A New York Times auto reviewer in June 2005 described his wife’s frightening Chevy Cobalt experience: “She was driving on a freeway when the car ‘just went dead,’ in her words. She recalled bumping her knee against the steering column just before the car shut off.” He brought the car into his local GM dealership, where mechanics found nothing wrong. Then he searched for other complaints and found a newspaper review dated two weeks earlier from The Daily Item of Sunbury, Pa: The reviewer, Gary Heller, wrote: “Unplanned engine shutdowns happened four times during a hard-driving test week. I never encountered anything like this in 37 years of driving. I hope I never do again.”

DeGiorgio kept the same part number for the revamped switch but never told anyone.

Despite the negative media coverage and lawsuits that began trickling in, no one at GM did anything. A company attorney told the New York Times that moving stalls in the Cobalt did not pose a safety risk. GM’s engineers assumed the faulty switch wasn’t dangerous because, as another GM engineer, Gary Altman, testified in a deposition, the cars “could still be maneuvered to the side of the road.”

What these engineers didn’t realize was that the Cobalt and Ion had been designed to shut off the airbags when the ignition key was moved to the “off” or “accessory” positions. They categorized the problem as one of “customer satisfaction,” not safety. The nation’s top auto regulator would later parrot this line of argument: “If a consumer can pull a car over to the side of the road and restart it,” David Friedman testified before Congress, safety is not a problem.

That didn’t mean no one inside GM was paying attention. A group of engineers tasked with safety issues replicated the moving stall problem in the Cobalt when GM’s Director of Product Investigations shut off the car with her knee. Afterward, a variety of GM committees proposed fixes but management rejected them all because they were deemed too costly because “none of the solutions represents an acceptable business case.” Instead GM issued a technical service bulletin to its dealers, advising them to tell customers who complained to remove extra objects from their key chains or plug the space with a free insert.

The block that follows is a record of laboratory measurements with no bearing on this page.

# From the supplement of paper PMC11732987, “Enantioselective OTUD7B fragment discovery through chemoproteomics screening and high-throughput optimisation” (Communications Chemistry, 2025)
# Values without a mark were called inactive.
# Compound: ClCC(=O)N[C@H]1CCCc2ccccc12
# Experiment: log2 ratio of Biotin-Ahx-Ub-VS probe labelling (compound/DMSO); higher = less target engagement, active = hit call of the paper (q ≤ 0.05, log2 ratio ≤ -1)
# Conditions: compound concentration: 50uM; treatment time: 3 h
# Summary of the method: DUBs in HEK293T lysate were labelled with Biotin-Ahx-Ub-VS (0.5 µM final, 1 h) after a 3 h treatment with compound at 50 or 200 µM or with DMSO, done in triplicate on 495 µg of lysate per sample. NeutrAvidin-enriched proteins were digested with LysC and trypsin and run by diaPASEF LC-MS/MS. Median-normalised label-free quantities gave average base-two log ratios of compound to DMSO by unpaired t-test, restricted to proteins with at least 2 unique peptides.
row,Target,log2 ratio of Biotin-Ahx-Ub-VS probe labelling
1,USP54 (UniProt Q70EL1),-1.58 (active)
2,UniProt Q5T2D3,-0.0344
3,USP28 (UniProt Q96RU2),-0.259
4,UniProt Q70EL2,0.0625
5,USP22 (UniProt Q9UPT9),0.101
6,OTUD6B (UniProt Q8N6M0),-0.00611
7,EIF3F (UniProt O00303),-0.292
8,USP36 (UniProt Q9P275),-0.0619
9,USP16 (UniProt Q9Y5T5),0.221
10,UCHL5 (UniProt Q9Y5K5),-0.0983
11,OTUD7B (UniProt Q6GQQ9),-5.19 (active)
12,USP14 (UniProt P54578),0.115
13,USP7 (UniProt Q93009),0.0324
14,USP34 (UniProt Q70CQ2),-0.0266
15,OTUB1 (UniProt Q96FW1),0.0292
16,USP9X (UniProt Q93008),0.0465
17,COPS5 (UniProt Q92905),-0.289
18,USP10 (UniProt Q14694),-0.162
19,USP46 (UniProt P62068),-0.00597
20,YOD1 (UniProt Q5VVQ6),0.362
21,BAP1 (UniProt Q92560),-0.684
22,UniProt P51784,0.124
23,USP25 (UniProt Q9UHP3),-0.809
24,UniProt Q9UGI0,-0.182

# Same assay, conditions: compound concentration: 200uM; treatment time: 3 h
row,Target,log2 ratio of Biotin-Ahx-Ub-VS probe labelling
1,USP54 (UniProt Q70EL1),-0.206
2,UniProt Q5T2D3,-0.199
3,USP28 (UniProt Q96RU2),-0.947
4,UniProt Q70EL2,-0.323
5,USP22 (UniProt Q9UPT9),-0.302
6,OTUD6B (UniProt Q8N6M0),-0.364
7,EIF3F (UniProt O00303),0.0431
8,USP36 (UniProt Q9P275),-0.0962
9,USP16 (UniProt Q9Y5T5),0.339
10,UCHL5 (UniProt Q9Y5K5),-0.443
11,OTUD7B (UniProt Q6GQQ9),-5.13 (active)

DeGiorgio viewed the cold weather start snafu a personal affront, and decided to revamp the switch. But he didn’t put much stock in the moving stall complaints because he assumed they would be fixed in the new design. He was right, since engine shutoff complaints practically disappeared after the new switch was introduced. Unfortunately, DeGiorgio kept the same part number for the revamped switch but never told anyone. This stymied several investigations into the switch, but when investigators confronted DeGiorgio, he claimed to remember nothing about any changes — like he had in his deposition. (Later a document authorizing the changes surfaced with his signature on it.) GM, a global corporation with a market cap of $50 billion, never did figure out what was wrong with the switch.

Memo re: “Cost estimate to change the vehicle key for the Cobalt.”

As a scathing report commissioned by GM into the Cobalt switch debacle concluded, it took “an outside expert working for a plaintiff’s attorney” to take apart two switches to find “the cause it took GM years to determine.” That “expert” was actually two experts – Charlie Miller and Mark Hood, working for Lance Cooper.

The Melton case spooked GM’s legal team. The first time GM learned that the ignition switch had been altered in post-2008 vehicles was when Cooper provided the evidence to the automaker in April 2013. Three months later, an outside counsel to GM who evaluated the Melton case informed the company that the case, from the automaker’s perspective, was a “very poor trial candidate.” The plaintiffs “would argue that GM had known of the defect from the time that Cobalts first ‘rolled off the assembly line’ and yet it has ‘essentially done nothing to correct the problem for the last nine years.’” To avoid a “substantial adverse verdict” he recommended that the “case needs to be settled.”

While the Melton case settled in September 2013, GM, moving at LA rush hour traffic speed, took five months before recalling 800,000 Chevy Cobalts and Pontiac G5s. Cooper was incensed at the puny size of the recall, and dashed off a letter to the National Highway Traffic and Safety Administration (NHTSA).